This initiative will foster accountability and provide suppliers, regulators, and consumers greater insight and transparency into how food is handled, from farm to fork. In the past, achieving this has been very challenging because of the complex and fragmented data sharing systems that are often paper-based and prone to error. This is where the Vottun project plays a pivotal role.
The Vottun Project is a decentralized blockchain ecosystem that runs on the Ethereum blockchain and provides a platform for decrypting and encrypting certificates. These certificates cannot be forged, as it leverages on the power of the immutable distributed ledger that runs on smart contracts. Institutions can issue certificates and employers and recipients can verify the authenticity of the certificate.
One of the aspects where the Vottun project is applied is food traceability. Vottun issues certificates at each step of the food supply chain. A certificate is issued to the farmer, shipping gets its own certificate, the supplier issued a certificate, and another certificate is issued at retail. Certificates issued at every step show that these steps have been individually scrutinized and the process of food production is safe. The certificates are tied together by the product QR code or Barcode and this enables customers to scan the QR code and all related certificates for the entire supply chain will be displayed.
The Vottun project ensures that food products from farm to shelf are checked and certified healthy for consumption. The Vottun project gives room for transparency and authenticity, and it will drastically reduce foodborne diseases. Also, the certificates issued by Vottun cannot be tampered with or forged, as they are stored in the blockchain.
JD.com is the largest e-commerce company in China and the country’s largest retailer by revenue. The company boasts of the largest fulfillment infrastructure of any e-commerce company in China. A major competitor to Alibaba-run Tmall, the company as of September 2017, had 266.3 million active users on its platform and it operated seven fulfillment centers and 335 warehouses across China.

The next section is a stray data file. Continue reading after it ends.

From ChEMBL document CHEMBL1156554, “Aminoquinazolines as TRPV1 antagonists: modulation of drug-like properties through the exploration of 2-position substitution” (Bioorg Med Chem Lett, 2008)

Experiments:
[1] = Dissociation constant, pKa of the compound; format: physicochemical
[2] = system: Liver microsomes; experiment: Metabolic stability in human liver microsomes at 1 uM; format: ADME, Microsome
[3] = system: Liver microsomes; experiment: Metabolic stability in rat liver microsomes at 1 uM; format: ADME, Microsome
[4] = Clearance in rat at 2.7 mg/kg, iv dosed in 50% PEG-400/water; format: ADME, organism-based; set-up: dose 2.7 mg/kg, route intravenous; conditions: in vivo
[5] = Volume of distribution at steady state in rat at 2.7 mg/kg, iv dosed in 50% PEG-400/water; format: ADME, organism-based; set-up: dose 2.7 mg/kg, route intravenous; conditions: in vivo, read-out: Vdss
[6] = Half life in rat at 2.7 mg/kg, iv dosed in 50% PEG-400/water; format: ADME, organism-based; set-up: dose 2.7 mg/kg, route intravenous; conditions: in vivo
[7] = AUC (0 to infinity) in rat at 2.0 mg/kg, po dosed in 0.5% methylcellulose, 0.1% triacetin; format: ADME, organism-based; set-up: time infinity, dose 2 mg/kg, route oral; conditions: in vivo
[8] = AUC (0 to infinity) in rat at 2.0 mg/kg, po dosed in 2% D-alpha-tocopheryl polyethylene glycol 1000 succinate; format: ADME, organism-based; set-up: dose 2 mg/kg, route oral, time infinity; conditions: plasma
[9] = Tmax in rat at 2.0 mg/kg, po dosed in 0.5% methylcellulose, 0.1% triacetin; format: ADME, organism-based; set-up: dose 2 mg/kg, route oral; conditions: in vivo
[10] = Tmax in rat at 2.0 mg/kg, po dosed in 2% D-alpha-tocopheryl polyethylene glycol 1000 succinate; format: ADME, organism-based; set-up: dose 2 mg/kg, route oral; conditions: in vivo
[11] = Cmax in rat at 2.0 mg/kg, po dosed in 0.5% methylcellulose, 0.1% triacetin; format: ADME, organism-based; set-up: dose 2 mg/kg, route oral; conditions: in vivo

IBM is going to contribute to the alliance by providing its blockchain platform and expertise, while Tsinghua University will act in an advisory role, sharing its expertise in the key technologies and the China food safety ecosystem. IBM and Tsinghua will team up with Walmart and JD to develop, optimize, and roll out the technology to other suppliers and retailers who join their alliance.
McDermott of IBM commented on aspects of the blockchain technology, saying: “IBM’s Food Safety solution is built on our IBM Blockchain Platform, which already leverages the Linux Foundation’s Hyperledger standard. This is a key standard in the blockchain community and one that the Alliance supports.” In areas that might require bespoking for the Chinese market, McDermott also said that with all the technologies that abound, it is obvious that there is a possibility for some localization needs and one of the things the Alliance will do is to work to understand if there are China-specific needs for Hyperledger and how it can show its support.
In China, heavy research is invested in food safety through the Walmart Food Safety and Collaboration Center, and has always promoted food safety through its own supplier network as well as working with JD, which has what is often described as “rich omni channel” food supply chain management experience. Both companies have been able to leverage on JD’s skill in the application of artificial intelligence (AI) blockchain, big data, and other new technologies to protect consumers. Walmart, on the other hand, has a well-developed online grocery business in China, that is capable of transporting fresh produce from its shelves to homes within one hour.